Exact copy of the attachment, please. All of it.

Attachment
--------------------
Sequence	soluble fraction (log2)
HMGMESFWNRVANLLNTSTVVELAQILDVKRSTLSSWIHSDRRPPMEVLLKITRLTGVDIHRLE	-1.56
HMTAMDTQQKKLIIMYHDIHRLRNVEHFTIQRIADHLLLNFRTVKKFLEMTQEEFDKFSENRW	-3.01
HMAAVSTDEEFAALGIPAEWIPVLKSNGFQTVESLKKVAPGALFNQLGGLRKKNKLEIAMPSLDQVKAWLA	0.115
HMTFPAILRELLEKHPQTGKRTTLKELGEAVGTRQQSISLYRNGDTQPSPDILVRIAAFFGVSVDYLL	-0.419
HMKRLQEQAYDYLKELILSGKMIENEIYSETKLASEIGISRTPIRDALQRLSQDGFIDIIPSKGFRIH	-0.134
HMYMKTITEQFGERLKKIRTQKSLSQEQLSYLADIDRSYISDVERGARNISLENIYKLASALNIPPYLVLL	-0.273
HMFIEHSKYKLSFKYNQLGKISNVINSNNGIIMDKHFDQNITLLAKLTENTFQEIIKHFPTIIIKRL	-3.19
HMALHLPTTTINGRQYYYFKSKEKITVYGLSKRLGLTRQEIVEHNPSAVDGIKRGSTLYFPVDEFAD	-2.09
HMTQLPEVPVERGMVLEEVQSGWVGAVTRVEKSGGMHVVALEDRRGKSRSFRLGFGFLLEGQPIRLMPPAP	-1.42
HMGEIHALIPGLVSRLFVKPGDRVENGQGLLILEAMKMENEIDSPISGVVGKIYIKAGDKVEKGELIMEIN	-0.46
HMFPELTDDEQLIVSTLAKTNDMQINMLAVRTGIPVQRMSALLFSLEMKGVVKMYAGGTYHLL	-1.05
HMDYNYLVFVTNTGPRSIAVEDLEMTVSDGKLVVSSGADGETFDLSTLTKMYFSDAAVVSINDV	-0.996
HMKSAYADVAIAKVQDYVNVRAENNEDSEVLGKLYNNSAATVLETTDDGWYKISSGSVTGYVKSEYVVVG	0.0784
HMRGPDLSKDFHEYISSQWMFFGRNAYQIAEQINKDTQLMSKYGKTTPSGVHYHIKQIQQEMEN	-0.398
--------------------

Sequence	soluble fraction (log2)
HMGMESFWNRVANLLNTSTVVELAQILDVKRSTLSSWIHSDRRPPMEVLLKITRLTGVDIHRLE	-1.56
HMTAMDTQQKKLIIMYHDIHRLRNVEHFTIQRIADHLLLNFRTVKKFLEMTQEEFDKFSENRW	-3.01
HMAAVSTDEEFAALGIPAEWIPVLKSNGFQTVESLKKVAPGALFNQLGGLRKKNKLEIAMPSLDQVKAWLA	0.115
HMTFPAILRELLEKHPQTGKRTTLKELGEAVGTRQQSISLYRNGDTQPSPDILVRIAAFFGVSVDYLL	-0.419
HMKRLQEQAYDYLKELILSGKMIENEIYSETKLASEIGISRTPIRDALQRLSQDGFIDIIPSKGFRIH	-0.134
HMYMKTITEQFGERLKKIRTQKSLSQEQLSYLADIDRSYISDVERGARNISLENIYKLASALNIPPYLVLL	-0.273
HMFIEHSKYKLSFKYNQLGKISNVINSNNGIIMDKHFDQNITLLAKLTENTFQEIIKHFPTIIIKRL	-3.19
HMALHLPTTTINGRQYYYFKSKEKITVYGLSKRLGLTRQEIVEHNPSAVDGIKRGSTLYFPVDEFAD	-2.09
HMTQLPEVPVERGMVLEEVQSGWVGAVTRVEKSGGMHVVALEDRRGKSRSFRLGFGFLLEGQPIRLMPPAP	-1.42
HMGEIHALIPGLVSRLFVKPGDRVENGQGLLILEAMKMENEIDSPISGVVGKIYIKAGDKVEKGELIMEIN	-0.46
HMFPELTDDEQLIVSTLAKTNDMQINMLAVRTGIPVQRMSALLFSLEMKGVVKMYAGGTYHLL	-1.05
HMDYNYLVFVTNTGPRSIAVEDLEMTVSDGKLVVSSGADGETFDLSTLTKMYFSDAAVVSINDV	-0.996
HMKSAYADVAIAKVQDYVNVRAENNEDSEVLGKLYNNSAATVLETTDDGWYKISSGSVTGYVKSEYVVVG	0.0784
HMRGPDLSKDFHEYISSQWMFFGRNAYQIAEQINKDTQLMSKYGKTTPSGVHYHIKQIQQEMEN	-0.398